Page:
Now she can’t believe the difference. “His talking has come on leaps and bounds.
A few years back, Charlene organised a fundraiser for a walker to help Odhran with his mobility. And it clearly worked as the physios at Fleming Fulton School, where he attends, believes it has done the job and is almost too supportive for him. “It is not that therapeutic for him now as he doesn’t need that much support.
“Now he is flying on. He just lifts his feet and he flies down hills with it.
“Now he is just like a normal child. He goes down to Scallywags and he is able to go down all the slides. We go to Tannaghmore Gardens and he is able to push himself in his wheelchair.
“The other day we were up the town and he walked to the chemist by himself with the walker.
“He’s really bright. He goes for my phone and knows all the apps on it. He can go into YouTube and get videos up.
“The school (Fleming Fulton in Belfast) has been fantastic. He gets speech, physio and occupational therapy twice a week whereas if he went to a school round here I would have to bring him to all those appointments.
“He has his own physio, OT and speech therapist that he knows and trusts them and they work really well with him.
“His physio is really impressed with Odhran and rang me the other day to say he was walking with tripod crutches at the school.
“It is just for therapy at the minute but she is hoping that he will be able to walk with them on his own soon enough.
“She said he is really easy to work with because he is so determined. He has that push in him. She says he is such a pleasure to work with,” said the proud mum.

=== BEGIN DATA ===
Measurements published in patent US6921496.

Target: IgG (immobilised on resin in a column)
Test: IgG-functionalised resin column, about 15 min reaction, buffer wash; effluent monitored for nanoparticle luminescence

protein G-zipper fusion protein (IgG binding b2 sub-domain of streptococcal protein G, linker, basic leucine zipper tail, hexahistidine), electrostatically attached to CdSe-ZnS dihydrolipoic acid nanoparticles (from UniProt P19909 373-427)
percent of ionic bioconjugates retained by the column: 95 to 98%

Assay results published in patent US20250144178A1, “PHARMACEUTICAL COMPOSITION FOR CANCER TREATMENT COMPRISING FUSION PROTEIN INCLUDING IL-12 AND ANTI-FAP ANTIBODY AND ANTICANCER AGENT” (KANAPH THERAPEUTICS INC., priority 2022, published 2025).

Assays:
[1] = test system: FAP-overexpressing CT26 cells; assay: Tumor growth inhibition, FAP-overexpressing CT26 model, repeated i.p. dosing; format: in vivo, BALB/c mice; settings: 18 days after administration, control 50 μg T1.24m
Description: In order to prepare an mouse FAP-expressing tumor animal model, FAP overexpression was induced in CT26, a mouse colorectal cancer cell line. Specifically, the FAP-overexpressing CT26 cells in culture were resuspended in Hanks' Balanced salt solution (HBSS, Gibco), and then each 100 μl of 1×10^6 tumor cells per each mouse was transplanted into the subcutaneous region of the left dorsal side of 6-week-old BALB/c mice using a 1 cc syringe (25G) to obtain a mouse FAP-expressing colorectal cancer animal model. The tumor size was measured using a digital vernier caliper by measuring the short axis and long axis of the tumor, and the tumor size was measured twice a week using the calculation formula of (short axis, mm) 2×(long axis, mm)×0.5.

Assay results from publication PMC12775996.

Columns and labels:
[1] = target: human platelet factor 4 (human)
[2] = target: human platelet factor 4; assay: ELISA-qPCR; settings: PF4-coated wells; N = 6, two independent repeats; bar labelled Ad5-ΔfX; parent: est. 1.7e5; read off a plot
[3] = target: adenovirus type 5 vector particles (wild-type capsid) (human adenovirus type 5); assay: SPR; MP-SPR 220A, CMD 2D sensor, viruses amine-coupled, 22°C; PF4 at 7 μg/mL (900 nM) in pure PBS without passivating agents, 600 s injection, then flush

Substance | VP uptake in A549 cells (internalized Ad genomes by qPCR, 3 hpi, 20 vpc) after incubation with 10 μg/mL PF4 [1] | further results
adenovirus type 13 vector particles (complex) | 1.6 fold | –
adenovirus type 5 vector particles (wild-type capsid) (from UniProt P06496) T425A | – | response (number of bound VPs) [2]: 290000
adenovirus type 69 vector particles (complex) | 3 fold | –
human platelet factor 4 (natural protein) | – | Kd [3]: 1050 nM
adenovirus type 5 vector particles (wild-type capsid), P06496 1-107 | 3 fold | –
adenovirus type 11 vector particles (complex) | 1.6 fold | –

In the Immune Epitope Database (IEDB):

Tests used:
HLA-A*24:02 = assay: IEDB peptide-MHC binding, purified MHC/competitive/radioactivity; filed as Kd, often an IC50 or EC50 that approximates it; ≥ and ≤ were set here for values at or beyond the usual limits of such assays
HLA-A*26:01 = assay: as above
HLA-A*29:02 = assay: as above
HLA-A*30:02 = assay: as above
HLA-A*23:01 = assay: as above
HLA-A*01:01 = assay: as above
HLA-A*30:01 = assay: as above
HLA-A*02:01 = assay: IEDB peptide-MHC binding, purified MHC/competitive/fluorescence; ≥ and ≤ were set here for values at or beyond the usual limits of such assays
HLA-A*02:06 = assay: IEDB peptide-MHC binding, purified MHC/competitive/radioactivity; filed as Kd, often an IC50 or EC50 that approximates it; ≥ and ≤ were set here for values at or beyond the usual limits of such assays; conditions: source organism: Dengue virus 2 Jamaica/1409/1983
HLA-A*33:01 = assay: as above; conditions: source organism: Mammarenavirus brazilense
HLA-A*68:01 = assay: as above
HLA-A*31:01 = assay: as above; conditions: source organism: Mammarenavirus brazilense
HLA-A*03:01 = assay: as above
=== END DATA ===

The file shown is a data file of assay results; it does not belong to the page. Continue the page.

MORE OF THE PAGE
And despite wearing little callipers and using a walking frame and wheelchair, Odhran loves nothing better than dancing and listening to music.
However, Charlene said there was occasionally the dark side and Odhran has suffered abuse from some nasty people with some calling him ginger and telling him to get out of his pram and get up and walk.
“There are some very cheeky people about,” said Charlene. “Somebody said to me in Tesco one day, ‘he’s a big baby, why was I lifting him?’
“Some man said to him in the doctors, ‘stop crawling about’. And ‘Hey you ginger, get up and walk, stop being so lazy’,” she revealed.
“I just said, ‘don’t be so rude, he can’t walk’ and another wee girl just replied, ‘well he can still smile’.”
His little 15 month old brother Daithi has pushed him on.
“See the amount he has come on since Daithi was born. He is jealous at Daithi being able to walk and grabs Daithi by the legs and throws him on the ground,” said Charlene, adding the great boisterous fun and rivalry of the two brothers has helped boost his abilities and he has developed leaps and bounds.
“It has really given him the push. He is determined now more than ever. He is teaching Daithi to talk. The amount of words Daithi has already is down to Odhran teaching him. They are teaching each other and bouncing off each other.”
Charlene is proud of her son for developing so well and is grateful to all her family and friends for their help but most particularly of Fleming Fulton School.